Also referred to as Accipiter tachiro, the African goshawk belonging to genus Accipiter is one of the incredible bird species normally explored by birders on birding safaris in Uganda.
African goshawk is an African bird of prey with medium size, gray color featuring long tail and broad wings as always viewed on Uganda birding safaris. The adult African goshawk features grey upper parts and can be darker in males compared to females. The whitish under parts feature rufous barring. The bird has a black bill while the eyes, legs and feet are all yellow.
Regarding habitat, the African goshawk thrives in forests along with diverse dense woodland in montane and lowland areas. However, this bird species can as well be spotted in gallery and riverine forests, large gardens and exotic trees plantations. The African goshawk is also common in the diverse Uganda safari parks including Murchison Falls, Queen Elizabeth National Park and Lake Mburo National Parks among others.
It is an ambush hunter and preys mainly on bird species up to the size of francolins or hornbills. The African goshawk also feeds on lizards and mammals. It waits patiently on a perch until it clearly observes the prey and swoops down to catch it. At times, the pairs can hunt together targeting large congregations of prey such as weaver colonies or bat roosts as often viewed on birding tours in Uganda.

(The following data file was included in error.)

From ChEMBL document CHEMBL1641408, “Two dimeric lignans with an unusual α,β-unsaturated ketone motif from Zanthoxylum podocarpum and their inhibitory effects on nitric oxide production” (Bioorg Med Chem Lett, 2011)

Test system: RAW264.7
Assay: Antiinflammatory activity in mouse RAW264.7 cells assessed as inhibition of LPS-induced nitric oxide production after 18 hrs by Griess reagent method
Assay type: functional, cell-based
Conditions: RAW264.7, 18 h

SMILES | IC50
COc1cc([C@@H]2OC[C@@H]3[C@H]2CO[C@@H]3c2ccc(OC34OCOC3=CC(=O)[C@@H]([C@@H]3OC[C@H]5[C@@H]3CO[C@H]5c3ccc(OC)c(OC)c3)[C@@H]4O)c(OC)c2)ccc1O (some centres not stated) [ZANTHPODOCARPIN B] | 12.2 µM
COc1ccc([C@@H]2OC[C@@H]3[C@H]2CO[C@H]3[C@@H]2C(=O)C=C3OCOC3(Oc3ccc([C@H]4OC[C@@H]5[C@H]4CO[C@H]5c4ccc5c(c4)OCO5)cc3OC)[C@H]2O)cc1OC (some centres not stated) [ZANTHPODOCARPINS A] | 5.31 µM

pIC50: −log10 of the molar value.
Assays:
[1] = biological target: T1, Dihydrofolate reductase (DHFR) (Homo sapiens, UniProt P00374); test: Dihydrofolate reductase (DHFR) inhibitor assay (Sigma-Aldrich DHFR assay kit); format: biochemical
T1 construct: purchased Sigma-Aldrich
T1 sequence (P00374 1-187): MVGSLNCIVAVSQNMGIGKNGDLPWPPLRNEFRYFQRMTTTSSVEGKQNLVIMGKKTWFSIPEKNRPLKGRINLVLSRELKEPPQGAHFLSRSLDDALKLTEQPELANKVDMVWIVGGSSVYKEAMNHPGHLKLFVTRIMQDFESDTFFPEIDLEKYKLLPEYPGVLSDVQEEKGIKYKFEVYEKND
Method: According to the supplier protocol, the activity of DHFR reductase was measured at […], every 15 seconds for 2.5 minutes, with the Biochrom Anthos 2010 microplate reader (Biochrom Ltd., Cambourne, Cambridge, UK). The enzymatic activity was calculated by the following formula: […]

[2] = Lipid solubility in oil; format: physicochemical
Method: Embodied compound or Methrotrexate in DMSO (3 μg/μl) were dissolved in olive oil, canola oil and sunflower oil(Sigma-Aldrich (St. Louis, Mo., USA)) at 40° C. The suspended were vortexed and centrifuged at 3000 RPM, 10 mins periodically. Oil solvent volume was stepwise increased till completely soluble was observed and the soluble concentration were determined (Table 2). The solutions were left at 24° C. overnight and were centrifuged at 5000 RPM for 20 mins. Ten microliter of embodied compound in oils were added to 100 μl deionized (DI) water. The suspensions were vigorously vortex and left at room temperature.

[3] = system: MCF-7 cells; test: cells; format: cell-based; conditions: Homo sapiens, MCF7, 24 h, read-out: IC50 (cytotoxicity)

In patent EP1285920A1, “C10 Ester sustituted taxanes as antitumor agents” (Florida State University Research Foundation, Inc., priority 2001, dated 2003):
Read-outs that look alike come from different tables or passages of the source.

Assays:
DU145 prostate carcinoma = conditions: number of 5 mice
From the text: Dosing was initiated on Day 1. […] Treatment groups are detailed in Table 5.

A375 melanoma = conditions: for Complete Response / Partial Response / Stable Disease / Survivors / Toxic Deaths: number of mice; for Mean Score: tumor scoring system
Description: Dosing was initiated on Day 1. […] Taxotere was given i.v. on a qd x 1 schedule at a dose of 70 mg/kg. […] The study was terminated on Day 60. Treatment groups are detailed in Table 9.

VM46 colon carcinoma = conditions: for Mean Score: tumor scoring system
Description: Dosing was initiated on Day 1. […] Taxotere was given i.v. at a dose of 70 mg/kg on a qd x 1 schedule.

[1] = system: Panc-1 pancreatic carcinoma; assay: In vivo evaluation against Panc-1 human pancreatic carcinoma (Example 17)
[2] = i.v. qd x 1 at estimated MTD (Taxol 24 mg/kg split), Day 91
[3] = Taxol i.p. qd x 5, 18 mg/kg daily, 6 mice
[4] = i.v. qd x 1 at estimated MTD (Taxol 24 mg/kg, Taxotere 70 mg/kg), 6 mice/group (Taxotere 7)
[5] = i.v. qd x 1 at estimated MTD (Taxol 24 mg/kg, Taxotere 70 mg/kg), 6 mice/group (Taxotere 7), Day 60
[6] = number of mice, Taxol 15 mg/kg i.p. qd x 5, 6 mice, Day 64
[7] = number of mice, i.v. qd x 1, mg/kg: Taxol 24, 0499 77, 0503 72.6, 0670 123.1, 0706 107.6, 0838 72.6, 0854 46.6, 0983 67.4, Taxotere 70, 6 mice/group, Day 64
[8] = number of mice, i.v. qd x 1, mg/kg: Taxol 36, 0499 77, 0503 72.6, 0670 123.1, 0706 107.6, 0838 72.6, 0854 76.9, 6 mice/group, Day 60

The African goshawk is a territorial bird species and it displays typical courtship by both flying in an undulated flight with a loud call and normally finishes with a steep dive. Stick nest is built by a female usually on a branch away from the main tree trunk. The clutch is between 1 – 3 eggs normally in July – December. Feeding of chicks is done by both parents and fledging occurs at 30 – 35 days of age.
Regarding conservation, the African goshawk is listed as species of Least Concern on the red list of International Union for Conservation of Nature (IUCN).